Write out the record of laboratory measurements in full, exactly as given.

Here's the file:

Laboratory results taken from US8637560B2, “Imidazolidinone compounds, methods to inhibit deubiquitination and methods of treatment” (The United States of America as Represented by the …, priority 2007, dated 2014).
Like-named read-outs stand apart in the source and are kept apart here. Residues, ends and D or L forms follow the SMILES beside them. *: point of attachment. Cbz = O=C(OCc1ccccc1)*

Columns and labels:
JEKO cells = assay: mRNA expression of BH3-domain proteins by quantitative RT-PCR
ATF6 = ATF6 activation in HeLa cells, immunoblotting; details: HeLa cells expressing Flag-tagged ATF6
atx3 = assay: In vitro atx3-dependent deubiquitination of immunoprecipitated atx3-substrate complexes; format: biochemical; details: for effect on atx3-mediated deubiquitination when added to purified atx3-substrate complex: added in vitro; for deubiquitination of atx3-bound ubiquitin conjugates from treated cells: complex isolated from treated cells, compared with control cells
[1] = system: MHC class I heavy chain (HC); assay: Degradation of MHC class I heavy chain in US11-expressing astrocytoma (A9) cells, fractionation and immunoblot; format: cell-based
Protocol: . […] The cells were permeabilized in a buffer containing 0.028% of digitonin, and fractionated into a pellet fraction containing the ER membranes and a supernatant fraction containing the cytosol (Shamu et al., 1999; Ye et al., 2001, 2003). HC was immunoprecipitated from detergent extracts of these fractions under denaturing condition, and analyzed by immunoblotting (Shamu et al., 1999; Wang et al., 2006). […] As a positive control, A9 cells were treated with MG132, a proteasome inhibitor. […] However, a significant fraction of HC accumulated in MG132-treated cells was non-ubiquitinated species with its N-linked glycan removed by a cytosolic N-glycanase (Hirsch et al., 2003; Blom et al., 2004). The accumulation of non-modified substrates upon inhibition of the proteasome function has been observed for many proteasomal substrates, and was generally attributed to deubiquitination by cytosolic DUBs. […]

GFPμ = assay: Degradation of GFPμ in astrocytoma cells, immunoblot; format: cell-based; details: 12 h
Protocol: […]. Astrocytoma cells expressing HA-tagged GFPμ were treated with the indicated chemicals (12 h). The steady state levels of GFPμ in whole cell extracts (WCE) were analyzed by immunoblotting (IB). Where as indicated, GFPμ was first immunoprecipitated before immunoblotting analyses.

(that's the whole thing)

Laboratory results taken from US8637560B2, “Imidazolidinone compounds, methods to inhibit deubiquitination and methods of treatment” (The United States of America as Represented by the …, priority 2007, dated 2014).
Like-named read-outs stand apart in the source and are kept apart here. Residues, ends and D or L forms follow the SMILES beside them. *: point of attachment. Cbz = O=C(OCc1ccccc1)*

Columns and labels:
JEKO cells = assay: mRNA expression of BH3-domain proteins by quantitative RT-PCR
ATF6 = ATF6 activation in HeLa cells, immunoblotting; details: HeLa cells expressing Flag-tagged ATF6
atx3 = assay: In vitro atx3-dependent deubiquitination of immunoprecipitated atx3-substrate complexes; format: biochemical; details: for effect on atx3-mediated deubiquitination when added to purified atx3-substrate complex: added in vitro; for deubiquitination of atx3-bound ubiquitin conjugates from treated cells: complex isolated from treated cells, compared with control cells
[1] = system: MHC class I heavy chain (HC); assay: Degradation of MHC class I heavy chain in US11-expressing astrocytoma (A9) cells, fractionation and immunoblot; format: cell-based
Protocol: . […] The cells were permeabilized in a buffer containing 0.028% of digitonin, and fractionated into a pellet fraction containing the ER membranes and a supernatant fraction containing the cytosol (Shamu et al., 1999; Ye et al., 2001, 2003). HC was immunoprecipitated from detergent extracts of these fractions under denaturing condition, and analyzed by immunoblotting (Shamu et al., 1999; Wang et al., 2006). […] As a positive control, A9 cells were treated with MG132, a proteasome inhibitor. […] However, a significant fraction of HC accumulated in MG132-treated cells was non-ubiquitinated species with its N-linked glycan removed by a cytosolic N-glycanase (Hirsch et al., 2003; Blom et al., 2004). The accumulation of non-modified substrates upon inhibition of the proteasome function has been observed for many proteasomal substrates, and was generally attributed to deubiquitination by cytosolic DUBs. […]

GFPμ = assay: Degradation of GFPμ in astrocytoma cells, immunoblot; format: cell-based; details: 12 h
Protocol: […]. Astrocytoma cells expressing HA-tagged GFPμ were treated with the indicated chemicals (12 h). The steady state levels of GFPμ in whole cell extracts (WCE) were analyzed by immunoblotting (IB). Where as indicated, GFPμ was first immunoprecipitated before immunoblotting analyses.